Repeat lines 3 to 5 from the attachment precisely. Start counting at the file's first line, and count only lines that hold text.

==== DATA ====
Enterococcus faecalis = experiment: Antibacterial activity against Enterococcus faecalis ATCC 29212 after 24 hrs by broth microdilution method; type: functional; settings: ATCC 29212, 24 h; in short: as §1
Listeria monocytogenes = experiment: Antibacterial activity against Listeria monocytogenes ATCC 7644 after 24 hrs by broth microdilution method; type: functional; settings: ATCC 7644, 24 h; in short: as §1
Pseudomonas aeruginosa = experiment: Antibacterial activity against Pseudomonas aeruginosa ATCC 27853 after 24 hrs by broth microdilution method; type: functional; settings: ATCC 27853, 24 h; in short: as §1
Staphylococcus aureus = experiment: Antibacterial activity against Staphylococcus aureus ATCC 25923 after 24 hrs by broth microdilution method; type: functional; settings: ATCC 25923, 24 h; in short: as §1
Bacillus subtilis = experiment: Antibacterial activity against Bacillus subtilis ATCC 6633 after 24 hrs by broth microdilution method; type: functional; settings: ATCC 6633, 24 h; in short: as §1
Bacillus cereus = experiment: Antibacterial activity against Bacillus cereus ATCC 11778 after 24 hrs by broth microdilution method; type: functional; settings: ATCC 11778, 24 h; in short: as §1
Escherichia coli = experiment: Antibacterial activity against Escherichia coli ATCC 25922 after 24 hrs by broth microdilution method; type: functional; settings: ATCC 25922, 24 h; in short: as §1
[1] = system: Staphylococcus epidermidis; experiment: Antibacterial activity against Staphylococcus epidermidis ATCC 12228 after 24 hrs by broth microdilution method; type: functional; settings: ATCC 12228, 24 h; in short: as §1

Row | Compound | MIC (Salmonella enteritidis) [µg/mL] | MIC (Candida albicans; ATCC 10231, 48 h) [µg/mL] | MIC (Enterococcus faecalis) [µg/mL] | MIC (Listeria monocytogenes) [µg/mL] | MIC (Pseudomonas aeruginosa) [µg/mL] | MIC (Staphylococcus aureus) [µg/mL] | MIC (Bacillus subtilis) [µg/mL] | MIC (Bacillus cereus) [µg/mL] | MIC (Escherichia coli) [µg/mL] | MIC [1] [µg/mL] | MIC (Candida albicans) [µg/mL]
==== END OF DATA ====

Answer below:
Pseudomonas aeruginosa = experiment: Antibacterial activity against Pseudomonas aeruginosa ATCC 27853 after 24 hrs by broth microdilution method; type: functional; settings: ATCC 27853, 24 h; in short: as §1
Staphylococcus aureus = experiment: Antibacterial activity against Staphylococcus aureus ATCC 25923 after 24 hrs by broth microdilution method; type: functional; settings: ATCC 25923, 24 h; in short: as §1
Bacillus subtilis = experiment: Antibacterial activity against Bacillus subtilis ATCC 6633 after 24 hrs by broth microdilution method; type: functional; settings: ATCC 6633, 24 h; in short: as §1